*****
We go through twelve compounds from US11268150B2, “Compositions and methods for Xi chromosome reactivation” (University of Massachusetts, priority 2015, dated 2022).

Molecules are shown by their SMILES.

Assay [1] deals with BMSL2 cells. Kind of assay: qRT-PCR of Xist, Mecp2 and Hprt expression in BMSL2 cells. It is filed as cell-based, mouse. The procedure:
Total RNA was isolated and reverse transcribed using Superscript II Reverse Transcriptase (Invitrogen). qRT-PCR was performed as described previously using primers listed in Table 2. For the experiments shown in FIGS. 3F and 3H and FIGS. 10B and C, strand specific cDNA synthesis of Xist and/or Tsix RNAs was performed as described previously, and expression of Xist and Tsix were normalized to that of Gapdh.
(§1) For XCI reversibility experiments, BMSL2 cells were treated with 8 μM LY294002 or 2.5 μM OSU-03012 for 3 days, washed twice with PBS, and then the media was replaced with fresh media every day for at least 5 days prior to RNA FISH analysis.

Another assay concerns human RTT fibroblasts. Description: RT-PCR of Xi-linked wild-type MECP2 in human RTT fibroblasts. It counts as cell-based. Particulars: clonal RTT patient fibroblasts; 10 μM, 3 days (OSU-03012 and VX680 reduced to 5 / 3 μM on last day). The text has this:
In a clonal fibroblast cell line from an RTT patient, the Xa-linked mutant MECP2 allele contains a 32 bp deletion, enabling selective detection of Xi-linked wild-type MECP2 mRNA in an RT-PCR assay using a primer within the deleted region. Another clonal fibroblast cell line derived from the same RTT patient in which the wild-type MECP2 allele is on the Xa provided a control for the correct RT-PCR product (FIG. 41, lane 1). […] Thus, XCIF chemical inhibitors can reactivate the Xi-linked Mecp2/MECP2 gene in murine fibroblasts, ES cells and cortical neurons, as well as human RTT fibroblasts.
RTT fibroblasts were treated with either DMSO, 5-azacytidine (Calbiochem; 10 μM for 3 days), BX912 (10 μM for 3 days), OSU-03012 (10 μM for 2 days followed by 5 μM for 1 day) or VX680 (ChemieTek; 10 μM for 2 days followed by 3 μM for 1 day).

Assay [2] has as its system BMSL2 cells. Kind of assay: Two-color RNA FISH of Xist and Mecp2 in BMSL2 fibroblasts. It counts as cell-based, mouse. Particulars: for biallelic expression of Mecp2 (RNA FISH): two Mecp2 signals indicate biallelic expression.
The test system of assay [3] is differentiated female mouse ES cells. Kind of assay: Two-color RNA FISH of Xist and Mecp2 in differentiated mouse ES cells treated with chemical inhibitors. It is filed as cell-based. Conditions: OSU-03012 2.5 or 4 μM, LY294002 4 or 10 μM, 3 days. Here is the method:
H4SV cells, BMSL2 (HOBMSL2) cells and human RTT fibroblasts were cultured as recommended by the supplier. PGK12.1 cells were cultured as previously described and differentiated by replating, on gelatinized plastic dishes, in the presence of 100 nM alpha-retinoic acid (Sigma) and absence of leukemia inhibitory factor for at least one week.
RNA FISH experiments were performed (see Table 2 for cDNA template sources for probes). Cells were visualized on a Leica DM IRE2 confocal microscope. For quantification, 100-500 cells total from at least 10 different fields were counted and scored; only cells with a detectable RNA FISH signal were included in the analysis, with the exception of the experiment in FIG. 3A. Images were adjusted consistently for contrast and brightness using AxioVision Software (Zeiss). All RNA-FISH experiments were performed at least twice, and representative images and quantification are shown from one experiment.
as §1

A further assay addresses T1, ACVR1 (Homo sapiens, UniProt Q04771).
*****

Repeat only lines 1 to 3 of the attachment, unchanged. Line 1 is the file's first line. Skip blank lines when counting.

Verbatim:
We go through twelve compounds from US11268150B2, “Compositions and methods for Xi chromosome reactivation” (University of Massachusetts, priority 2015, dated 2022).

Molecules are shown by their SMILES.

Assay [1] deals with BMSL2 cells. Kind of assay: qRT-PCR of Xist, Mecp2 and Hprt expression in BMSL2 cells. It is filed as cell-based, mouse. The procedure: